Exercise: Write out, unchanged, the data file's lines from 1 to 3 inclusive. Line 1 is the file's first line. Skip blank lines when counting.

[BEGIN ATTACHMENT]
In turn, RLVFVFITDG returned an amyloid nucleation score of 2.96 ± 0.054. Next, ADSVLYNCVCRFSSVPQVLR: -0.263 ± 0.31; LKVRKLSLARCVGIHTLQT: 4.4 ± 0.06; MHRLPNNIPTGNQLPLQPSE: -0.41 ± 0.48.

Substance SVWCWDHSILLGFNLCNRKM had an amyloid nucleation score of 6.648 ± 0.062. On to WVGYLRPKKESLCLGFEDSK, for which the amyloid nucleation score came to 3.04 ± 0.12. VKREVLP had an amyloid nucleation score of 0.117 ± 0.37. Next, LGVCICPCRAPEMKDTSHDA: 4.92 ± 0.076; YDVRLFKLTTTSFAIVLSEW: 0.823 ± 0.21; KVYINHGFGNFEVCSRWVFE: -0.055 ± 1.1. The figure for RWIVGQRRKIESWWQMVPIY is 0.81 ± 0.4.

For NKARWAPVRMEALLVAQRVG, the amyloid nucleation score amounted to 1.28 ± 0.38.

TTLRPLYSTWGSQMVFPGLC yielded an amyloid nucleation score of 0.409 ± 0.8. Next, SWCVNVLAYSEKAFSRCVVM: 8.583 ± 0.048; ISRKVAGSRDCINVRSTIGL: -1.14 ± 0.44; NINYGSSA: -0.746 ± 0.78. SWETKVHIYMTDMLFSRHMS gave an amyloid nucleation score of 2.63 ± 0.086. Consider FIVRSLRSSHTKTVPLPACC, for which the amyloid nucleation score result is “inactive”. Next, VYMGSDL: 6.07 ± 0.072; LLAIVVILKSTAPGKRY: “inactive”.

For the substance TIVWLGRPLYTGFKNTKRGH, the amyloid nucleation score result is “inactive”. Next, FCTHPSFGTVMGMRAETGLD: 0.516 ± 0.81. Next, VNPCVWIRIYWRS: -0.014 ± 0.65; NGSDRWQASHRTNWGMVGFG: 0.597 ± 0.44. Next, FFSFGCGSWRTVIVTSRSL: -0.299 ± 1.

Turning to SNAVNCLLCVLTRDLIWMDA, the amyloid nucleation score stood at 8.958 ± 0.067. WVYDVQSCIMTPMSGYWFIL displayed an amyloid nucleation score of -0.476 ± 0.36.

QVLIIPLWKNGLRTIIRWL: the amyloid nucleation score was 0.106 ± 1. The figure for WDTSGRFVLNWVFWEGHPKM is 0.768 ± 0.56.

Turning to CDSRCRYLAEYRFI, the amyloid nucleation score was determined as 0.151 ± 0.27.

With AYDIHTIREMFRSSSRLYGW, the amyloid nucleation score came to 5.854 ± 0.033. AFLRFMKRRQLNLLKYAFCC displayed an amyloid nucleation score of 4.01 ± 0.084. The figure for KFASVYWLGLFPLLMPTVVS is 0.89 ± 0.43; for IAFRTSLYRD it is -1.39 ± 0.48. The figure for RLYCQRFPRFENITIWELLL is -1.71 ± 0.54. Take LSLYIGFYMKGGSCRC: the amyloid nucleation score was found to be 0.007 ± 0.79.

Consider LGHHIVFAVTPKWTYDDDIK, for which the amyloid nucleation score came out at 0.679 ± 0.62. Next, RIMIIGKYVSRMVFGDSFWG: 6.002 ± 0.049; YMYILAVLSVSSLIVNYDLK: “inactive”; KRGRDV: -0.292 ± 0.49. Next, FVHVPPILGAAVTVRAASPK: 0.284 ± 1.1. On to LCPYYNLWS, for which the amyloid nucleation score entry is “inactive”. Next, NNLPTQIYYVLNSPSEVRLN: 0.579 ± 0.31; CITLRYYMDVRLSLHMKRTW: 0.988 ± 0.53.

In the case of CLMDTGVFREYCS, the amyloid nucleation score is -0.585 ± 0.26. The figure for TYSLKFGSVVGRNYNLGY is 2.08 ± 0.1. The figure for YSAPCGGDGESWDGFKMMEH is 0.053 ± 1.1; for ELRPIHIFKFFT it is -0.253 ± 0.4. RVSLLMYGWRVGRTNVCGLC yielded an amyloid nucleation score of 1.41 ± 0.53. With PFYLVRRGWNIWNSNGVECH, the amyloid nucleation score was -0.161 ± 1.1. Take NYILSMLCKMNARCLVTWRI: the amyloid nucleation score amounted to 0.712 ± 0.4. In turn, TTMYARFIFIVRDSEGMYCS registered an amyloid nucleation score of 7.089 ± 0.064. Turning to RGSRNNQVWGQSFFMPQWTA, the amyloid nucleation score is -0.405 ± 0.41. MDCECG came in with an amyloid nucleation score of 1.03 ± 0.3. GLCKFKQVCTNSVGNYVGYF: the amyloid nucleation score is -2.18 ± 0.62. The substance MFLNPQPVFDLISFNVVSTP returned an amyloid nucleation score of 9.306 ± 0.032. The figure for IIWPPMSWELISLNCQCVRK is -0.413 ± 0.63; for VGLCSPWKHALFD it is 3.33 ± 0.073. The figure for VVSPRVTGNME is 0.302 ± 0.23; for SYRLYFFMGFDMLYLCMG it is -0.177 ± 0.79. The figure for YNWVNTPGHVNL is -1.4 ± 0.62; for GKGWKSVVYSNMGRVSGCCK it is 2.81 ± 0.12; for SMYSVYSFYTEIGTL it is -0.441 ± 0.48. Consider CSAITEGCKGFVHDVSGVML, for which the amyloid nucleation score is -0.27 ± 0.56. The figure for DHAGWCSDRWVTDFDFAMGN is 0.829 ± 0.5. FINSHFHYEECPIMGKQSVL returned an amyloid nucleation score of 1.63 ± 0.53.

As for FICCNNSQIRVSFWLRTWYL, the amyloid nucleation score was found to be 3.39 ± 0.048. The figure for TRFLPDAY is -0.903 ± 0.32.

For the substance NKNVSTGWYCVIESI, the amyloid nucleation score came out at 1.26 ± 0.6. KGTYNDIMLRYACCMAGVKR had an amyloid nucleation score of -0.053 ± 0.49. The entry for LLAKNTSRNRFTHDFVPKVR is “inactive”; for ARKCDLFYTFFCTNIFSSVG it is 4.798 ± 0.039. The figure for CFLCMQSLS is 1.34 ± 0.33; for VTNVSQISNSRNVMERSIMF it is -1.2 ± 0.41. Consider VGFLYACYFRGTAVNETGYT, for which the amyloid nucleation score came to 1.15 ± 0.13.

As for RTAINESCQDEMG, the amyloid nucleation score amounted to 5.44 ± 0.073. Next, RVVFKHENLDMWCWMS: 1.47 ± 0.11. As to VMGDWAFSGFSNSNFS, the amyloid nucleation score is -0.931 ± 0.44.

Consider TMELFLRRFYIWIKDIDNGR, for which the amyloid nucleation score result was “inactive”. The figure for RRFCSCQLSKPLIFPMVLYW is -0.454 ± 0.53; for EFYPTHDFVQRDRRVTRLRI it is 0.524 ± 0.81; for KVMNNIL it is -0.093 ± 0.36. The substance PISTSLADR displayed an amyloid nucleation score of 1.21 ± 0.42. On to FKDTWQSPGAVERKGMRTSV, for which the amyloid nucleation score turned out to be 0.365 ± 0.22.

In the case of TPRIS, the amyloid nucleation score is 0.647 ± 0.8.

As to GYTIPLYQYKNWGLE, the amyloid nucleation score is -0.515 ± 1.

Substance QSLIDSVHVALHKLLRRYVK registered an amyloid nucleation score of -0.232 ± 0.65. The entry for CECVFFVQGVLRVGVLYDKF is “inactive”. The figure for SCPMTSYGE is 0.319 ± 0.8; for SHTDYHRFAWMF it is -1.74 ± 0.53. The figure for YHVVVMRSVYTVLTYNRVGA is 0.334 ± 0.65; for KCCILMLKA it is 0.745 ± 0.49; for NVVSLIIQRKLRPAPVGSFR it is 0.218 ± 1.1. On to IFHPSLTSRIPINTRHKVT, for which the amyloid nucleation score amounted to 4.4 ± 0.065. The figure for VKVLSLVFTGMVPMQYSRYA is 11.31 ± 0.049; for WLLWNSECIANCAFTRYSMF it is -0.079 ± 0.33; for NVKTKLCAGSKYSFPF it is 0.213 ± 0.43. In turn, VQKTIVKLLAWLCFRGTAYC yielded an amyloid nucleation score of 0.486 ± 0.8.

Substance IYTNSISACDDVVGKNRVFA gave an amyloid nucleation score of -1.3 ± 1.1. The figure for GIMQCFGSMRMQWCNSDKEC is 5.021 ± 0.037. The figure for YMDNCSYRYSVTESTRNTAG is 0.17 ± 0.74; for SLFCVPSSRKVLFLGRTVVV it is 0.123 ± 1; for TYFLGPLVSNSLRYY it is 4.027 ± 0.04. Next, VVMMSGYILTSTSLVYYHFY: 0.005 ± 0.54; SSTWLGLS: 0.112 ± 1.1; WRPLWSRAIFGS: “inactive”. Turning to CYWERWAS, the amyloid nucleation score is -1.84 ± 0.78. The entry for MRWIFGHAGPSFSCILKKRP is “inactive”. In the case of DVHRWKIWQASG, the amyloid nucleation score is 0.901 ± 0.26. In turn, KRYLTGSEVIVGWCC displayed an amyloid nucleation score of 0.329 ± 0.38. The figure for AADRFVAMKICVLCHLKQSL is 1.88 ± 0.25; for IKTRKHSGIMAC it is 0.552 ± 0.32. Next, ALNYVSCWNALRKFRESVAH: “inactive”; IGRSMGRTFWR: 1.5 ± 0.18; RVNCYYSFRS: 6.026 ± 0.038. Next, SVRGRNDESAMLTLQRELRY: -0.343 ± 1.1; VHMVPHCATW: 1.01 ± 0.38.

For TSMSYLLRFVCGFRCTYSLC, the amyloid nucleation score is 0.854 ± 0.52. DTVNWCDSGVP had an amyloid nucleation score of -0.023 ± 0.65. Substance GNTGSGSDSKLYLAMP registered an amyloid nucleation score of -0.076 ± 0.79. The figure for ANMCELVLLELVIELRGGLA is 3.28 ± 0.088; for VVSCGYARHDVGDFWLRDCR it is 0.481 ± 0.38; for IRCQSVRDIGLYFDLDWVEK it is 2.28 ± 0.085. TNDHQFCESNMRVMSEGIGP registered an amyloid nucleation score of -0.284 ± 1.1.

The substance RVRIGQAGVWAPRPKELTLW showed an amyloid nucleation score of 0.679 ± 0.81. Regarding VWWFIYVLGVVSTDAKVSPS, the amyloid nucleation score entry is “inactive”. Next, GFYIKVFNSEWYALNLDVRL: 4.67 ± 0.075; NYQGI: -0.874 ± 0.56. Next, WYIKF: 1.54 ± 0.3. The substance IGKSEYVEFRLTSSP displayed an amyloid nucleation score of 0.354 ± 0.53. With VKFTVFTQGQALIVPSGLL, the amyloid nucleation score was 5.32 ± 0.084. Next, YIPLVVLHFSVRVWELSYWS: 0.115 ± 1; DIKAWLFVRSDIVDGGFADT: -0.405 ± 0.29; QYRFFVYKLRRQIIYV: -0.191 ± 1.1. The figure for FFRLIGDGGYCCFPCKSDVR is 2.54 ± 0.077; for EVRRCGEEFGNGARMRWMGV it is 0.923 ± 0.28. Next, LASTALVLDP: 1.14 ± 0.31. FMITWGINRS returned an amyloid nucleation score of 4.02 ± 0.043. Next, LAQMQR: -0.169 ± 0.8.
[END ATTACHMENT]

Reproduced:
In turn, RLVFVFITDG returned an amyloid nucleation score of 2.96 ± 0.054. Next, ADSVLYNCVCRFSSVPQVLR: -0.263 ± 0.31; LKVRKLSLARCVGIHTLQT: 4.4 ± 0.06; MHRLPNNIPTGNQLPLQPSE: -0.41 ± 0.48.

Substance SVWCWDHSILLGFNLCNRKM had an amyloid nucleation score of 6.648 ± 0.062. On to WVGYLRPKKESLCLGFEDSK, for which the amyloid nucleation score came to 3.04 ± 0.12. VKREVLP had an amyloid nucleation score of 0.117 ± 0.37. Next, LGVCICPCRAPEMKDTSHDA: 4.92 ± 0.076; YDVRLFKLTTTSFAIVLSEW: 0.823 ± 0.21; KVYINHGFGNFEVCSRWVFE: -0.055 ± 1.1. The figure for RWIVGQRRKIESWWQMVPIY is 0.81 ± 0.4.

For NKARWAPVRMEALLVAQRVG, the amyloid nucleation score amounted to 1.28 ± 0.38.